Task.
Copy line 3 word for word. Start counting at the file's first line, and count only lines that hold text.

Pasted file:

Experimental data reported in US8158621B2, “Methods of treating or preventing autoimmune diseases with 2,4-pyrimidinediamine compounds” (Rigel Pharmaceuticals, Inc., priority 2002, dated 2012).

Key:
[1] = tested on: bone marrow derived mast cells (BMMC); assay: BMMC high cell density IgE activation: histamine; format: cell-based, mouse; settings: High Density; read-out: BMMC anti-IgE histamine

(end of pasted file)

[1] = tested on: bone marrow derived mast cells (BMMC); assay: BMMC high cell density IgE activation: histamine; format: cell-based, mouse; settings: High Density; read-out: BMMC anti-IgE histamine